Soccer is a sport loved by many around the world. In Africa, it is the most popular game on the continent, with the passion shared amongst all of its countries. But, what if, besides being a contributor of entertainment and active lifestyle, it could also help to deliver HIV, sexual and reproductive health rights and empowerment education to young people? Through the work of TackleAfrica, this very such notion has been happening in many African countries since 2002.
According to Aids.gov, at the end of 2015, around 36.7 million people were living with HIV/AIDS worldwide. Of those alarming numbers, 1.8 million were children under the age of 15 years old, and the majority living in low to middle-income countries, most notably in Sub-Saharan-Africa.
TackleAfrica is a UK-based non-governmental organization founded by a group of young British entrepreneurs that all lived in Africa during a certain period of their lives. TackleAfrica currently has projects in Ghana, Kenya, South Africa, Tanzania, Uganda, and Zambia. Their partnerships with local organizations utilize the love and popularity of soccer in the continent to spread health messages, that are given by trained African football coaches, peer educators, and schoolteachers.
The coaches receive regular training and total support, which enables their educational messaging to be accurate and up to date. Since HIV continues to be the biggest killer of adolescents in Africa, the focus is on the disease, but the coaches also teach a range of related sexual reproductive health rights messages such as contraception, family planning, relationships and gender-based violence, including female genital mutilation and child marriage. "The idea is to provide all the skills, support, access and understanding required for young people to increase their resilience to risk, and make safer, more informed decisions," said Tom Colborne, Head of Business Development for TackleAfrica.
Often, kids and teenagers feel uncomfortable talking about sensitive issues with their family or teachers. For these reasons, the coach's character is so important. The selected individual works as a role model and mentor, offering a safe space for discussion. "A good football coach can develop this kind of relationship with young people by developing their football skills and providing fun and interesting sessions," Colborne said. "We use that platform to train coaches on how to include interactive information about HIV and sexual health into football drills, and lead discussions about key issues."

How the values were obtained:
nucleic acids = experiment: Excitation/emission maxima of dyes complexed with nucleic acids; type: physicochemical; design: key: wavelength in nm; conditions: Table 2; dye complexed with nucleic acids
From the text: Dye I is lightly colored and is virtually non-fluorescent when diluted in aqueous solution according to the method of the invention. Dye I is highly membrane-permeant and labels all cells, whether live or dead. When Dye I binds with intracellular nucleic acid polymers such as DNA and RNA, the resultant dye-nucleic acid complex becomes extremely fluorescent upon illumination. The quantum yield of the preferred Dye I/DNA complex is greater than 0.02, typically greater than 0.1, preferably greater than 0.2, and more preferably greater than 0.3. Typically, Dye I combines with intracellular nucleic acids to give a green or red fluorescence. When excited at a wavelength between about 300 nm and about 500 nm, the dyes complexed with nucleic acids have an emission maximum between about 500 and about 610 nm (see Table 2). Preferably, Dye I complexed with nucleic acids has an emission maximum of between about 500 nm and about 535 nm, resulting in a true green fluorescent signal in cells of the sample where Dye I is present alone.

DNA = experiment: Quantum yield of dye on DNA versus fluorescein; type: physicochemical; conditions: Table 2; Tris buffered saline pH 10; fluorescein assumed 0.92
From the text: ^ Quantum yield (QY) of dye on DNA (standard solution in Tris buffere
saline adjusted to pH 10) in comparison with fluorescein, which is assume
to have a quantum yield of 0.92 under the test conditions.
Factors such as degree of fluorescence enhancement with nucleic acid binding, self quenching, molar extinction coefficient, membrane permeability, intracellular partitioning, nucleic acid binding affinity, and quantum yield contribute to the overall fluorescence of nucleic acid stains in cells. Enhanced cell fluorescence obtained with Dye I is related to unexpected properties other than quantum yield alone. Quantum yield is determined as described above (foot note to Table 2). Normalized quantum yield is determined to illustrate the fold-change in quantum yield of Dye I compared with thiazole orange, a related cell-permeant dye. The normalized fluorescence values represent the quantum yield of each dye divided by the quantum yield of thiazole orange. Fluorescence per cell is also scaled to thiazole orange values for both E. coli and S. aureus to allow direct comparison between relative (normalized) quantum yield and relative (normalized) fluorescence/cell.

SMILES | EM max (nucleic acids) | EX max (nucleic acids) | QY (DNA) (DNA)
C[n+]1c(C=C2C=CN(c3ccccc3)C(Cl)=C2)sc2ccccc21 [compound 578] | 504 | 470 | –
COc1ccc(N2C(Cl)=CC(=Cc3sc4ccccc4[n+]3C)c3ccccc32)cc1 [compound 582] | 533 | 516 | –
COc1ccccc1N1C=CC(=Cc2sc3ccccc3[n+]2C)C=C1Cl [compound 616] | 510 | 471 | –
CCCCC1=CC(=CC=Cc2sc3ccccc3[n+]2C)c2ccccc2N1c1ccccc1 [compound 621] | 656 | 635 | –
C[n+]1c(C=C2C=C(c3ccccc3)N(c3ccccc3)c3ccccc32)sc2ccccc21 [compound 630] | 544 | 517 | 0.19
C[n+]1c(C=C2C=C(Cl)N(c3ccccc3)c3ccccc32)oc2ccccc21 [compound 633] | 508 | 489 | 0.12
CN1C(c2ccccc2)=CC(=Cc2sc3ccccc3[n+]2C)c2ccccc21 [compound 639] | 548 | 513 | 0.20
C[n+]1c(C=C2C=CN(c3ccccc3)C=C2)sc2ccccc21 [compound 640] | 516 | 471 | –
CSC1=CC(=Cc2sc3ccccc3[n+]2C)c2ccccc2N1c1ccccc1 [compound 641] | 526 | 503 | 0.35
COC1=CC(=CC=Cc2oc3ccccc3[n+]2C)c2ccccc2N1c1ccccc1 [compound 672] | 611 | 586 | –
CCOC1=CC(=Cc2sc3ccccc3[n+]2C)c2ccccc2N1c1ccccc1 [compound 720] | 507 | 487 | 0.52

Photographer Kenya-Jade Pinto visited Uganda to photograph the work of the organization. She says that once there, she could really understand the importance of the sport in Africa, and how the work of TackleAfrica is effective. "I learned the impact of football in Uganda and I didn't have to venture far to find a pitch or a football," Pinto said. "They're everywhere. And sure, some are properly manicured with the requisite goalposts and grass, but my favorite ones are tucked behind alleyways where mums are hanging their washing and where only toothy smiles can interrupt childhood chatter. These are the football pitches that shape the lives of children and adolescents in Uganda."
The organization works with an impressive number of about 12,000 young people each year. As an example, "...In a recent project in Nairobi, over 1,000 young people engaged with pitchside HIV testing and counselling sessions in a year. In Kilifi in Western Kenya, 77% of girls were able to name a local place to access contraception after taking part in TackleAfrica sessions compared to just 32% beforehand," explained Colborne. "We measure increases in things like young people engaging in HIV testing and counselling, and comprehensive knowledge of HIV prevention as well as some softer outcomes like confidence, leadership and life skills, which all combine to help protect young people from HIV."
Colborne explains that HIV has dropped dramatically on the global agenda recently, but recent cuts to family planning aid will make things harder for women in the developing world. "TackleAfrica continues to grow steadily, but we always need to keep demonstrating the impact and importance of our work and find the right partners to make the biggest difference," he said.
Seeing the efficiency of their work with young people is what keeps the staff motivated to go on. "Being part of a small but growing and innovative organization means the work is varied, challenging and ever evolving," Colborne said. "Plus, we all love football!"
To know more about TackleAfrica and support the institution, please click here.